Legislation has now been introduced in the Senate that will allow the Canada Customs and Revenue Agency (CCRA) to implement its five-year Customs Action Plan. The Customs Action Plan-the CCRA’s modern vision for border management and trade administration-was first announced in April 2000, with the document entitled Investing in the Future: The Customs Action Plan 2000-2004.
“This legislation provides a bold and innovative step forward in our plans to modernize Canada’s borders and border processing, It promotes Canadian competitiveness and prosperity in the world marketplace by streamlining the movement of legitimate trade and travel, and by allowing us to do a better job of protecting Canadians,” said Martin Cauchon, Minister of National Revenue and Secretary of State responsible for the Economic Development Agency of Canada for the regions of Quebec.
The Bill proposes amendments to the Customs Act that would allow the CCRA to focus its efforts on high or unknown risks and on health and safety issues. CCRA is trying to create a comprehensive risk management system incorporating the principles of self-assessment, advance information and pre-approval, supported by advanced technology.
“Several Customs Action Plan initiatives will benefit travellers while others will benefit importers. As well, other initiatives will promote transparency, better client service, and fairness in the spirit of the CCRA’s Fairness Initiative, and will harmonize certain aspects of the Customs Act with other program legislation the CCRA administers,” says Cauchon.
Besides proposing other technical and administrative amendments, several major Customs Action Plan initiatives will be implemented as a result of this legislation. Among others, these initiatives include: Customs Self-Assessment (CSA), which will offer commercial importers a quicker and more dependable way to get their goods across the border, by quickly releasing low-risk goods at the border when low-risk importers identify themselves; the Expedited Passenger Processing System (EPPS), which will allow pre-approved travellers to use automated kiosks to clear customs and immigration at airports quickly; and the expansion of the CANPASS family of permit-based programs, which will help pre-approved, low-risk travellers to cross the Canada-U.S. border more quickly.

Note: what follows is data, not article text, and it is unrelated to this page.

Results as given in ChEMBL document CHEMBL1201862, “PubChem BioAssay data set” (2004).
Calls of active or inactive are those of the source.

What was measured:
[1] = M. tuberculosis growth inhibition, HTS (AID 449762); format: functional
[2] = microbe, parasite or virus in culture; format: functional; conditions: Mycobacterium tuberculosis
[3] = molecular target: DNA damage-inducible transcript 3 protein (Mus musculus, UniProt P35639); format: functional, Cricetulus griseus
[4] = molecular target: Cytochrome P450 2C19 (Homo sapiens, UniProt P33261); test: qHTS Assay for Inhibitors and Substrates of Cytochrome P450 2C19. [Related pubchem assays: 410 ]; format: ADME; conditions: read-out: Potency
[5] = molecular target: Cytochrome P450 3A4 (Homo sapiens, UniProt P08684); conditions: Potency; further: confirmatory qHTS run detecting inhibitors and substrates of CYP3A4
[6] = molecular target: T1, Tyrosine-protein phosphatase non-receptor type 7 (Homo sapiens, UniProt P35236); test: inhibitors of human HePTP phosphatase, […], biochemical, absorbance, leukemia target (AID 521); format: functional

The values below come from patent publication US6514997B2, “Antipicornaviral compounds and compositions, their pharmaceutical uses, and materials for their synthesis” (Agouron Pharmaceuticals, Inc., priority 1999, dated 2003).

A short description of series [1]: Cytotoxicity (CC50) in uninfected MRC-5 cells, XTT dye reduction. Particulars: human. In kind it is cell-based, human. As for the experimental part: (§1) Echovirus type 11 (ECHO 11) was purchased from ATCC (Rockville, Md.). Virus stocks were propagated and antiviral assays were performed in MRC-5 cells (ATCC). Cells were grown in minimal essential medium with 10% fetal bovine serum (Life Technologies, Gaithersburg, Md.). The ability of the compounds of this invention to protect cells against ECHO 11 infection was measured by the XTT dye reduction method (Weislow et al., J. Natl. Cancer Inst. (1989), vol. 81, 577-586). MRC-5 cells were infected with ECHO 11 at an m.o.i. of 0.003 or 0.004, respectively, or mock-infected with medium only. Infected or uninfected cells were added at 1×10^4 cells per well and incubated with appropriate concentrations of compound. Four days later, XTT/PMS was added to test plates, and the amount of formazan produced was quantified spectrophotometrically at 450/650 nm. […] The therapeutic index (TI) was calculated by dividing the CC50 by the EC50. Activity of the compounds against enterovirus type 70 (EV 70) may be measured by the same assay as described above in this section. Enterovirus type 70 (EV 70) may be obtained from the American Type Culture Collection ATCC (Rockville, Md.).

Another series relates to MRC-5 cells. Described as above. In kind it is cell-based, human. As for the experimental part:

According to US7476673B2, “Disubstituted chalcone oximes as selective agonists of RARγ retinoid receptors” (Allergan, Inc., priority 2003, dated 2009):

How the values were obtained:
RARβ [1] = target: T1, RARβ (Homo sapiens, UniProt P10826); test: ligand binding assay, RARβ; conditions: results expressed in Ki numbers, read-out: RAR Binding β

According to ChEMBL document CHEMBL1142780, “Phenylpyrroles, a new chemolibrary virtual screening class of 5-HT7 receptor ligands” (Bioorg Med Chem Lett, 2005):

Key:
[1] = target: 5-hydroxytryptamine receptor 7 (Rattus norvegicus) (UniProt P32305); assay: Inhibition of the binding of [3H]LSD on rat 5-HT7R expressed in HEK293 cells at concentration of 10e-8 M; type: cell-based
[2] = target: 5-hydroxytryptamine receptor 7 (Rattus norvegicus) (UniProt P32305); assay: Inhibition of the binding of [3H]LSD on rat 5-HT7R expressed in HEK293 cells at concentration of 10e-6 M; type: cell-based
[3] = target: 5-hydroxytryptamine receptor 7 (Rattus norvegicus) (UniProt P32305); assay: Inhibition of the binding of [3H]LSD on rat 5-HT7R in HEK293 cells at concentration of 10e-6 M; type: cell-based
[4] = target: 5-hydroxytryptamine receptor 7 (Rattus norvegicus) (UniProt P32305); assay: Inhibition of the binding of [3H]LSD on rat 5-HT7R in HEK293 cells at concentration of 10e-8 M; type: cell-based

The legislation also proposes: less formal administrative reviews and extension of time limits for clients appealing fines; a more simple redress process for third parties; advance ruling on tariff classification of goods on a legislative basis, clarifying situations for importers and giving them expanded appeal rights; and the harmonization of collection mechanisms, payment due dates and applications of interest on duties.